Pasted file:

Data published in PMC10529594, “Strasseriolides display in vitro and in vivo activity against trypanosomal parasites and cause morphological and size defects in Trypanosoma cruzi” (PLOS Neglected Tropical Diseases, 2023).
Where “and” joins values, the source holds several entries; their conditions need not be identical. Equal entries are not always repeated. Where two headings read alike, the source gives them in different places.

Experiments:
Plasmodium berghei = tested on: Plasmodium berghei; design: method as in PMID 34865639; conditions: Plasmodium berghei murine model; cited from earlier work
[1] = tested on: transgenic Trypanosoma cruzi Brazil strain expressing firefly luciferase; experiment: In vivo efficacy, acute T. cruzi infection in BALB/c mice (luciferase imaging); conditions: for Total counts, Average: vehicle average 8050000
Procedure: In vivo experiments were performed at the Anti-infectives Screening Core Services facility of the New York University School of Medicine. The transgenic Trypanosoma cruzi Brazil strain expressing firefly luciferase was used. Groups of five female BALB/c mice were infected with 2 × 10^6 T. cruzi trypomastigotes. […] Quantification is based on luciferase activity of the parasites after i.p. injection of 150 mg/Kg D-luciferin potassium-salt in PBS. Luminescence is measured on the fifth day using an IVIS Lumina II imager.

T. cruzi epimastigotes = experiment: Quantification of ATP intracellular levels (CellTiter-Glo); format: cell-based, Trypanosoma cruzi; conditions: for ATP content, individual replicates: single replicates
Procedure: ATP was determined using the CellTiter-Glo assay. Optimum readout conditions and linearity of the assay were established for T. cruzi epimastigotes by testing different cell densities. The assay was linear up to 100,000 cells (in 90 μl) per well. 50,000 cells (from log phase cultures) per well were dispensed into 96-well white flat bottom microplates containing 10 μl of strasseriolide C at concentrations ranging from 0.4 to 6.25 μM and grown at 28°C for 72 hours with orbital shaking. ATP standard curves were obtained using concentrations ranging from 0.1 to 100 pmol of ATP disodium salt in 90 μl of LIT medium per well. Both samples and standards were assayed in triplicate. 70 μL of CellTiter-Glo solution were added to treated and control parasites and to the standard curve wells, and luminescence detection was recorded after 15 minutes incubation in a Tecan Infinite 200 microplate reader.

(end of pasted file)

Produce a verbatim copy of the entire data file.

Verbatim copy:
Data published in PMC10529594, “Strasseriolides display in vitro and in vivo activity against trypanosomal parasites and cause morphological and size defects in Trypanosoma cruzi” (PLOS Neglected Tropical Diseases, 2023).
Where “and” joins values, the source holds several entries; their conditions need not be identical. Equal entries are not always repeated. Where two headings read alike, the source gives them in different places.

Experiments:
Plasmodium berghei = tested on: Plasmodium berghei; design: method as in PMID 34865639; conditions: Plasmodium berghei murine model; cited from earlier work
[1] = tested on: transgenic Trypanosoma cruzi Brazil strain expressing firefly luciferase; experiment: In vivo efficacy, acute T. cruzi infection in BALB/c mice (luciferase imaging); conditions: for Total counts, Average: vehicle average 8050000
Procedure: In vivo experiments were performed at the Anti-infectives Screening Core Services facility of the New York University School of Medicine. The transgenic Trypanosoma cruzi Brazil strain expressing firefly luciferase was used. Groups of five female BALB/c mice were infected with 2 × 10^6 T. cruzi trypomastigotes. […] Quantification is based on luciferase activity of the parasites after i.p. injection of 150 mg/Kg D-luciferin potassium-salt in PBS. Luminescence is measured on the fifth day using an IVIS Lumina II imager.

T. cruzi epimastigotes = experiment: Quantification of ATP intracellular levels (CellTiter-Glo); format: cell-based, Trypanosoma cruzi; conditions: for ATP content, individual replicates: single replicates
Procedure: ATP was determined using the CellTiter-Glo assay. Optimum readout conditions and linearity of the assay were established for T. cruzi epimastigotes by testing different cell densities. The assay was linear up to 100,000 cells (in 90 μl) per well. 50,000 cells (from log phase cultures) per well were dispensed into 96-well white flat bottom microplates containing 10 μl of strasseriolide C at concentrations ranging from 0.4 to 6.25 μM and grown at 28°C for 72 hours with orbital shaking. ATP standard curves were obtained using concentrations ranging from 0.1 to 100 pmol of ATP disodium salt in 90 μl of LIT medium per well. Both samples and standards were assayed in triplicate. 70 μL of CellTiter-Glo solution were added to treated and control parasites and to the standard curve wells, and luminescence detection was recorded after 15 minutes incubation in a Tecan Infinite 200 microplate reader.